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  1. Qdeathstar

    Qdeathstar United States Iron Registered Member

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    Hello.

    I was fly cutting some steel bolts. I don't think the bolts were hardened because they are chinesium grade.... I followed some guy on on YouTube to sharpen an hss blank for use in the fly cutter, and I am cutting at around 1000rpm.

    At a depth of cut of .01" the cuts look good, but if I try to cut .02" the fly cutter turns in the collet... (the collet spins, but the fly cutter does not).

    What am I doing wrong? It seems like even if I am cutting too deep, that the fly cutter should not spin in the collet, which makes me worried I do not have it installed in the machine correctly. (A flying flycutter seems like bad times).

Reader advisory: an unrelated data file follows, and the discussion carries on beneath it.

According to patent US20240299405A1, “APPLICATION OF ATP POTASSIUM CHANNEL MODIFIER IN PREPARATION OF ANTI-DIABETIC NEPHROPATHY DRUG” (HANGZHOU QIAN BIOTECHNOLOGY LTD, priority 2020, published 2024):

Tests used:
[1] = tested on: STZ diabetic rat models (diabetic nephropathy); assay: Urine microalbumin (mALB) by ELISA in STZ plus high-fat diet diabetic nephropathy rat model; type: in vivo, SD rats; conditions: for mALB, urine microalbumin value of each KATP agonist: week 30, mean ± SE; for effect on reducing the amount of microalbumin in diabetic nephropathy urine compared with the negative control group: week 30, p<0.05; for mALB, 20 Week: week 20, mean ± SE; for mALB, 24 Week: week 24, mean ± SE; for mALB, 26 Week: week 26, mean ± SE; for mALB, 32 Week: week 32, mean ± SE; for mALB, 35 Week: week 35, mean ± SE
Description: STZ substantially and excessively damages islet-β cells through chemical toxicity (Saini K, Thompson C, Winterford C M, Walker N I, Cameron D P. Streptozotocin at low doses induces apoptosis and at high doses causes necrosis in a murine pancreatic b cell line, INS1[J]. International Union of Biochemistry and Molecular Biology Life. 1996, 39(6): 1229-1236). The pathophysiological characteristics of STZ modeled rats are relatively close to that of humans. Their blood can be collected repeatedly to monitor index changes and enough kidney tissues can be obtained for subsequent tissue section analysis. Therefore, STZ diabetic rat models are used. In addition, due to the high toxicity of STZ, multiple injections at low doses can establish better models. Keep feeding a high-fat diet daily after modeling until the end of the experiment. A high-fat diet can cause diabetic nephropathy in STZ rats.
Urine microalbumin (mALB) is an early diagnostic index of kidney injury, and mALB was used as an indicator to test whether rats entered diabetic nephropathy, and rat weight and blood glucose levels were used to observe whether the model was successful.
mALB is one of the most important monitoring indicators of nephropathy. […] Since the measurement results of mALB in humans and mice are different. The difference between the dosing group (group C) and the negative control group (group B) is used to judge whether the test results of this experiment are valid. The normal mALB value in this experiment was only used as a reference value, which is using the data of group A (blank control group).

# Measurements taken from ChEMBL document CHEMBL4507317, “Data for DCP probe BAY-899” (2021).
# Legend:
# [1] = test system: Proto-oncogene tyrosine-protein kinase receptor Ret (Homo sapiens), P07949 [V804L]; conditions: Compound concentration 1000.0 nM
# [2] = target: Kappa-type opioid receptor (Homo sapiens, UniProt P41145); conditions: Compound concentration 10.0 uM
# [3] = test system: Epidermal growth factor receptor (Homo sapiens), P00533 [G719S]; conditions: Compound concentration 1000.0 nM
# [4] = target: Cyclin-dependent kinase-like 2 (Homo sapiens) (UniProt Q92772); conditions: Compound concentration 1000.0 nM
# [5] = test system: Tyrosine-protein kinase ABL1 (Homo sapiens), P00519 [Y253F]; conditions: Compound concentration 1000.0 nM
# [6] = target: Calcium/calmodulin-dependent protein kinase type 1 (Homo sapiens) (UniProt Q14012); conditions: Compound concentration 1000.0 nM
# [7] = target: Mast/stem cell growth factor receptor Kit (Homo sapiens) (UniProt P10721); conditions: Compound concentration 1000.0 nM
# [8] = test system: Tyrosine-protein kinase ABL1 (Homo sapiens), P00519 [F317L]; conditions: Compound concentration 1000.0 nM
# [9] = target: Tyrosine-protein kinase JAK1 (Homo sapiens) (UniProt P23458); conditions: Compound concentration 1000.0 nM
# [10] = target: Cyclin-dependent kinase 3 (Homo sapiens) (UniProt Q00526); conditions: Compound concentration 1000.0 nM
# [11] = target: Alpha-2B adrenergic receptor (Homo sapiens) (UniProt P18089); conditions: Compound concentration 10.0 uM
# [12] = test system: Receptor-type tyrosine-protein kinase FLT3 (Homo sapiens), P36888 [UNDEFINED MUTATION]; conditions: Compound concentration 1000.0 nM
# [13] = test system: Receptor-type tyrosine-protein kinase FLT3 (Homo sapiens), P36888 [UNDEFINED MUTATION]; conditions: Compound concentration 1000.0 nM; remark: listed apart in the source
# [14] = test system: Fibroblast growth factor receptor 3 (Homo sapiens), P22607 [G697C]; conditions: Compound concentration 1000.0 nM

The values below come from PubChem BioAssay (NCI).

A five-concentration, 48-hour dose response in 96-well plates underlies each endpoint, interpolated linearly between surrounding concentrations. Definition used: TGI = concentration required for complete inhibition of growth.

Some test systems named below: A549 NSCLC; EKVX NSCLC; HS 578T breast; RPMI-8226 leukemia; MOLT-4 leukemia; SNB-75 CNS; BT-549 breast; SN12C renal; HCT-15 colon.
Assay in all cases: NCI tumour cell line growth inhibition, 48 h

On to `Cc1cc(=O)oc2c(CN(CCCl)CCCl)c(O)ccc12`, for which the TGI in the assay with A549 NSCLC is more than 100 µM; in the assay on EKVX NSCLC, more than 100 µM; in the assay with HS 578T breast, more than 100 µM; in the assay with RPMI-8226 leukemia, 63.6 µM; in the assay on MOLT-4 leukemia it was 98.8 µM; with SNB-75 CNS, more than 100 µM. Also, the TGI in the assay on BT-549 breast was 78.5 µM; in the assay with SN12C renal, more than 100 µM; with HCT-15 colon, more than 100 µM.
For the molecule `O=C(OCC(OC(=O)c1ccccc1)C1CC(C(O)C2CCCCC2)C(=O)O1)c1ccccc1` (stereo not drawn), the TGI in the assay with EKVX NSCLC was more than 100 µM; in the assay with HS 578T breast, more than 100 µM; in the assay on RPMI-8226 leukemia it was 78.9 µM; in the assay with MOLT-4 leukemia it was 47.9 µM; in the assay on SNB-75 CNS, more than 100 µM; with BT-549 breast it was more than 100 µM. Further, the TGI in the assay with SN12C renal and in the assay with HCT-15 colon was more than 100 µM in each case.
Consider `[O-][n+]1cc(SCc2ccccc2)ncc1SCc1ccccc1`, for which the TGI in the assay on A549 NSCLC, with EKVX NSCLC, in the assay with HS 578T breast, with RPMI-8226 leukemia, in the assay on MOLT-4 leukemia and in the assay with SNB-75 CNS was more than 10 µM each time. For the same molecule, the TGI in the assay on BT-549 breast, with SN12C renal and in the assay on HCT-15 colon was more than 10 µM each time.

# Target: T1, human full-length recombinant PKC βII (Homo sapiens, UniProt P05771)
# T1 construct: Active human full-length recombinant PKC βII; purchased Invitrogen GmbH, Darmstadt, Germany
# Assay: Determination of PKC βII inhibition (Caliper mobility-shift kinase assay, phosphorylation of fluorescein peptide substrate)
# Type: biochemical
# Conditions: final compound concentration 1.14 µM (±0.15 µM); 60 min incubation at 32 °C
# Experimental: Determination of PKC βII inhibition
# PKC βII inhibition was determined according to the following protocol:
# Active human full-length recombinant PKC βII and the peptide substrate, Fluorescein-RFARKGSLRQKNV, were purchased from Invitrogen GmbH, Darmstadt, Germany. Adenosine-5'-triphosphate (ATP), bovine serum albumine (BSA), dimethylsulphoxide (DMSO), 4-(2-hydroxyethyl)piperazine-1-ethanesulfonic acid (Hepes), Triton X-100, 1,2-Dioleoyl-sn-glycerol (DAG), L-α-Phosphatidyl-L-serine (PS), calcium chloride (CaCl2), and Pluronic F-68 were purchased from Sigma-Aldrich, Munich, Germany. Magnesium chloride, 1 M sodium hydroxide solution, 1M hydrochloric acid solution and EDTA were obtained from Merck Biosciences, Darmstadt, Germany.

Thanks.
     
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  2. benmychree

    benmychree United States John York H-M Supporter-Premium

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    Sounds like too fast of rotation what cutting diameter is the fly cutter?
     
  3. Bob Korves

    Bob Korves H-M Supporter - Premium Content H-M Supporter-Premium

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    Also, many collet systems only hold material quite close to the nominal diameter tightly. What type of collet and size, and what size is the shank on the flycutter to the nearest .001"? .010" is also a fairly deep cut for fly cutters on many mills. The interrupted cut shocks them pretty hard.
     
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  4. Qdeathstar

    Qdeathstar United States Iron Registered Member

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    I am using a 1/2" collet, I measured the shank using a caliper and got .4988"

    Excluding the tool, the fly cutter is 1.5" around. The tool sticks out about an inch.
     
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  5. Bob Korves

    Bob Korves H-M Supporter - Premium Content H-M Supporter-Premium

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    What kind of mill are you using? How tight did you tighten it down?
     
  6. Qdeathstar